And that result ended up being crucial, since it knocked Ole Miss out of the SEC Championship and let Alabama go instead.  Would Alabama have made the playoff without an SEC Championship?  I don’t know.

Of course, maybe that isn’t the mother of all crazy finishes, since Auburn had two in 2013 that topped it, at least for significance, the first one being this…[3. The best part of this video is the reaction of Georgia QB Aaron Murray.  I hated that guy.]:


…one week before beating Alabama on this play (in case you have not see it a a gajillion times)[4. The Auburn radio edit is the best version of this, but please forgive the multiple uses of God’s name in vain.]:


But beyond the crazy plays, you never know what will happen in college football week to week.  This is the sport that gave us Appalachian St over Michigan in 2007.  And James Madison over ACC Champ Virginia Tech in 2010.  The sport that gave us #2 Southern Cal losing the last weekend in 2006 to UCLA (a team it beat 50-0 the year prior) to knock them from the National title chase and give Florida a chance, kicking off the SEC reign of terror.  This sport gave us the #1 and #2 teams both losing the last weekend in 2007, shaking up the title picture so badly we got a 2-loss champion.  That sport that gave us #2 Oklahoma St., #4 Oregon and #5 Oklahoma all losing in Week 12 in 2011, opening the door for an all-SEC Championship game[4. This is why we have a playoff now.  There is zero doubt in my mind.].  It gave us #1 Kansas St. and #2 Oregon both losing in Week 12 in 2012, opening the door for Alabama to sneak into the National Championship, violate Notre Dame and give the SEC 7 in a row.  Keep in mind this is all from the last ten seasons of College Football and going back further in history would give us even more chill bumps.

We needed a playoff for justice, but not for excitement.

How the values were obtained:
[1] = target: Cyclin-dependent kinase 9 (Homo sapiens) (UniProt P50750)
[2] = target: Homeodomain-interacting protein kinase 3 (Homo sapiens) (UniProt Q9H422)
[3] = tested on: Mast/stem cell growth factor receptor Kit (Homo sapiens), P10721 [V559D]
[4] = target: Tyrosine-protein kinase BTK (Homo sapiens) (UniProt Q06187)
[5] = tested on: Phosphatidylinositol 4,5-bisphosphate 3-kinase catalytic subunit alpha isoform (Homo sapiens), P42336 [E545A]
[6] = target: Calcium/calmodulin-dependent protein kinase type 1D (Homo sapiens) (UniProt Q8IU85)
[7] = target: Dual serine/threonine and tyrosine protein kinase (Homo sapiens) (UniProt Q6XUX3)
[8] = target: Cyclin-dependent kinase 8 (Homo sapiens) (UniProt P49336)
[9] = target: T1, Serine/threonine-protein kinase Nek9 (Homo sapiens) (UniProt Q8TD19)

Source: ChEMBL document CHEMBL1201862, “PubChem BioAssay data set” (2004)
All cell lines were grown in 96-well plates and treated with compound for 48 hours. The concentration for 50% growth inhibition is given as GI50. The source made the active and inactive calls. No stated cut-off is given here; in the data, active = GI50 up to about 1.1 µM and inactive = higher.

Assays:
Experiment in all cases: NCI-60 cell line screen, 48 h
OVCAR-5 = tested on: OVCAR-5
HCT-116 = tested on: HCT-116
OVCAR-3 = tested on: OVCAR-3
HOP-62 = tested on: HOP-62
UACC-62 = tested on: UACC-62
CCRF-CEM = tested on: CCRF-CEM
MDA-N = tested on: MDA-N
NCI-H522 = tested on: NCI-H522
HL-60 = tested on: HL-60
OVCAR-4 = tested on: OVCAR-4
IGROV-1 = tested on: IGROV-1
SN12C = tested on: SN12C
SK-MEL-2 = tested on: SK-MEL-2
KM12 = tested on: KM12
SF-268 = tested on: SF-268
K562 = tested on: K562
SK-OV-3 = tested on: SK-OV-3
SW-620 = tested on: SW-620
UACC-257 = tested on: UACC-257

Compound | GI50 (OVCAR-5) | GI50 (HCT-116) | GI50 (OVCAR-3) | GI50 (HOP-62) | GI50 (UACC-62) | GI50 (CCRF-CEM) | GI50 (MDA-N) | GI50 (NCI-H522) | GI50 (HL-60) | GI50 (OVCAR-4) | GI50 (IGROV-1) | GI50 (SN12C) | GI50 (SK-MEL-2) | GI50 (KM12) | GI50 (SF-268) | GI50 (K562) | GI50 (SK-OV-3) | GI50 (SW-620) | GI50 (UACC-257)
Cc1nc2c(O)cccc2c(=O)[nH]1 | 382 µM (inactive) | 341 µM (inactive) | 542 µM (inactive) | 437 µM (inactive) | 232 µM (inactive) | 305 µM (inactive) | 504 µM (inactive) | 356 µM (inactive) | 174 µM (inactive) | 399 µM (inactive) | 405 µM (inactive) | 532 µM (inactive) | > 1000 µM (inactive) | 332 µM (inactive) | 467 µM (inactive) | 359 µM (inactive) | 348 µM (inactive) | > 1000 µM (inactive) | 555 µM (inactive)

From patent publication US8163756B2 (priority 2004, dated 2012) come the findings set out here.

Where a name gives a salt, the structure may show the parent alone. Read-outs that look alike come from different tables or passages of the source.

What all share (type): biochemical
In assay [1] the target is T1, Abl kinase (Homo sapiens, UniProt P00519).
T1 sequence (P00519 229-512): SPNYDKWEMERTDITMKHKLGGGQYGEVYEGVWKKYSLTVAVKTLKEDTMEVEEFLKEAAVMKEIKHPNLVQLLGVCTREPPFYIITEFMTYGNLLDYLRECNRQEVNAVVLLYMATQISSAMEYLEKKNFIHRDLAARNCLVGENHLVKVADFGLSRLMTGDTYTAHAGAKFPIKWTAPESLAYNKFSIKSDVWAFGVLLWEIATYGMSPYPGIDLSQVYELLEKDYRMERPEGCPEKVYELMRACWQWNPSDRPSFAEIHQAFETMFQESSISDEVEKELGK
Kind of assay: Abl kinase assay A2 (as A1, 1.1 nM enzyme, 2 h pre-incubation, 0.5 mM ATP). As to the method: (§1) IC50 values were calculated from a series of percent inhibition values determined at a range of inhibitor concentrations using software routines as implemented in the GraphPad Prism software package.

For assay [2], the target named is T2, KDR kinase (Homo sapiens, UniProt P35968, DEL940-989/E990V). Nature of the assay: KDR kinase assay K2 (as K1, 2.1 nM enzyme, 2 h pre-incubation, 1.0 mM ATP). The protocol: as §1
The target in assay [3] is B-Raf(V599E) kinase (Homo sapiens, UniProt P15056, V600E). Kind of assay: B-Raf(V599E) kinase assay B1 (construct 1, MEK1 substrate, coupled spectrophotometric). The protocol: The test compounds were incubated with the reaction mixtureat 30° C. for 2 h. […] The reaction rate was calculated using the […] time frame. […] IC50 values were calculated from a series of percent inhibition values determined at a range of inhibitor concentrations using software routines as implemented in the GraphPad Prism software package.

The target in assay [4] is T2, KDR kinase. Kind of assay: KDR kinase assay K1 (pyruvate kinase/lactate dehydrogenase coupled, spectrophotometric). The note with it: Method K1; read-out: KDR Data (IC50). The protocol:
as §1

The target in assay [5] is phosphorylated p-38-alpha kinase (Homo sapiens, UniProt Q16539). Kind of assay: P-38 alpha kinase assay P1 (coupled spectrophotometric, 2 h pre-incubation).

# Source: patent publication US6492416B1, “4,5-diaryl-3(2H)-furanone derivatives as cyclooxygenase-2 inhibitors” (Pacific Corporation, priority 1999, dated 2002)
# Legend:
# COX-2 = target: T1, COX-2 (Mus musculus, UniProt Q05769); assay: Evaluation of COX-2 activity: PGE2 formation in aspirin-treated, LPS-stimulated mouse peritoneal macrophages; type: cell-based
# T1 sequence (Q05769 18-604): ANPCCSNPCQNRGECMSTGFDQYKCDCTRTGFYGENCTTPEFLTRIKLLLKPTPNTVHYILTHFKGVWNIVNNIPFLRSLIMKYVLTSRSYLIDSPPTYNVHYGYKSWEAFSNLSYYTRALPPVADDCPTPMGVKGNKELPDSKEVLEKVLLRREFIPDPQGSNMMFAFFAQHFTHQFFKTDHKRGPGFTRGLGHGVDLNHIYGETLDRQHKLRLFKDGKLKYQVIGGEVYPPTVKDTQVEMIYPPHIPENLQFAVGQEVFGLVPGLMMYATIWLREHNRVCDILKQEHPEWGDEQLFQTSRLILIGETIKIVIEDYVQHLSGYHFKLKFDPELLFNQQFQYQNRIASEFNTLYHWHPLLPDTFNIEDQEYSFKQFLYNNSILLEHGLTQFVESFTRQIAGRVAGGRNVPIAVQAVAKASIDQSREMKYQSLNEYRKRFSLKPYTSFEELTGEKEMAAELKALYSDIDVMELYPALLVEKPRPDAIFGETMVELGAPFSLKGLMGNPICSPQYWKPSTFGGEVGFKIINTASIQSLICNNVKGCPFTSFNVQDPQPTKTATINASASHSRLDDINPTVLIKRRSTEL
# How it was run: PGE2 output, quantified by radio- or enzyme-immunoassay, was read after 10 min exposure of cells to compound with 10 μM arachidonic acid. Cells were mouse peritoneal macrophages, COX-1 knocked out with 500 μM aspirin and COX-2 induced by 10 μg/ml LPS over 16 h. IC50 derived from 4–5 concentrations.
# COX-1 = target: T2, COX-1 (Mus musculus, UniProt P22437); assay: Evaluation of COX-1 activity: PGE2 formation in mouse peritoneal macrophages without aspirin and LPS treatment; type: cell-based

3. Because the rivalries make it fun just about every week. 

Even though we were terrible last year, our season was nearly saved by upsetting eventual championship contender and undefeated hated rival Clemson in the last game.  And even without a National Championship in the last 10 years, beating Clemson 5 times in a row from 09-13 brought all Gamecocks joy that may not even be matched by a championship.

But even beyond our fiercest rival, college football regularly gives rivarlies and moments that live on in infamy.  Most sports fans know that Jadaveon Clowney knocked this guy’s head off three years ago…


…but true Gamecocks will remember with more fondness Clowney doing this as a freshman in his second game…[5.  Aaron Murray!  HA HA HA HA!!!!!  You see Clowny in your nightmares to this day!!  You and Tajh Boyd!!!  YOU KNOW IT!  ADMIT IT!!!! ]:


…because it clinched a huge road win vs. the Bulldogs in 2011.  And make no mistake, after Clemson, we HATE Georgia.  Older Gamecocks like me will remember beating Georgia on the road in 1993 when legend Steve Taneyhill called “Same play! Same play!” after Brandon Bennett got stuffed at the goal line with 20 seconds left and no time outs, leading to this:


Another classic 23-21 road victory over our SEC East rival. These games matter because beating Georgia matters.  Every year.  No matter how the rest of the year goes.

If you want to know who will contend for the National Championship (outside of the obvious repeat picks of Clemson and Alabama), there are reams of internet sites and magazines.  If you want a Top 10 list, you’ll have to look elsewhere.  I stink at predicting and no one really knows.  I am sure tons had Bama pegged as Champion last year, but who foresaw a loss to Ole Miss, then Ole Miss losing to Arkansas on a fluke for it to happen?[7. Alabama fans may want me to point out that, while not the end of the game, Ole Miss had a huge luck play work out for them on a ricocheted pass in their win vs. Alabama.  And that mattered in a 43-37 final.  That play wasn’t nearly as lucky as Arkansas’ 4th and 25 though.]   I can’t tell you what’s going to happen.  But I can tell you why it matters.  And why it’s fun.  And why people like me get super giddy for college football.   It’s the perfect storm of craziness, hype, rivalry hatred and unpredictabitly. And in places like South Carolina, it’s all they have for most of the sports calendar.  On Saturdays in the Fall, nothing else is needed.